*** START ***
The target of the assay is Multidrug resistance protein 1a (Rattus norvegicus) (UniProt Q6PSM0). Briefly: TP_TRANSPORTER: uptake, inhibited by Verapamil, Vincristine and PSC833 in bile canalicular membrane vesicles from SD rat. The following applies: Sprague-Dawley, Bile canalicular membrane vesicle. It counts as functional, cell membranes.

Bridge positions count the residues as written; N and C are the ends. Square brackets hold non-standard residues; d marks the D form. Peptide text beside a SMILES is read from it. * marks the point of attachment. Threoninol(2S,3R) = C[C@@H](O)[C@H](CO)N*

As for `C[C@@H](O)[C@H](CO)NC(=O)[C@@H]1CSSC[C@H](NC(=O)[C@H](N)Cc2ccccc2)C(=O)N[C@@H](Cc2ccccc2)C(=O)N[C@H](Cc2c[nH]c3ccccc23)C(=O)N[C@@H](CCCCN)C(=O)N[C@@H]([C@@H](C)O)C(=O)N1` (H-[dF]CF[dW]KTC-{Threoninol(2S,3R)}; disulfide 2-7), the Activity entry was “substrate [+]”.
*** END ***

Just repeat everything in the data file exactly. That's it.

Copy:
The target of the assay is Multidrug resistance protein 1a (Rattus norvegicus) (UniProt Q6PSM0). Briefly: TP_TRANSPORTER: uptake, inhibited by Verapamil, Vincristine and PSC833 in bile canalicular membrane vesicles from SD rat. The following applies: Sprague-Dawley, Bile canalicular membrane vesicle. It counts as functional, cell membranes.

Bridge positions count the residues as written; N and C are the ends. Square brackets hold non-standard residues; d marks the D form. Peptide text beside a SMILES is read from it. * marks the point of attachment. Threoninol(2S,3R) = C[C@@H](O)[C@H](CO)N*

As for `C[C@@H](O)[C@H](CO)NC(=O)[C@@H]1CSSC[C@H](NC(=O)[C@H](N)Cc2ccccc2)C(=O)N[C@@H](Cc2ccccc2)C(=O)N[C@H](Cc2c[nH]c3ccccc23)C(=O)N[C@@H](CCCCN)C(=O)N[C@@H]([C@@H](C)O)C(=O)N1` (H-[dF]CF[dW]KTC-{Threoninol(2S,3R)}; disulfide 2-7), the Activity entry was “substrate [+]”.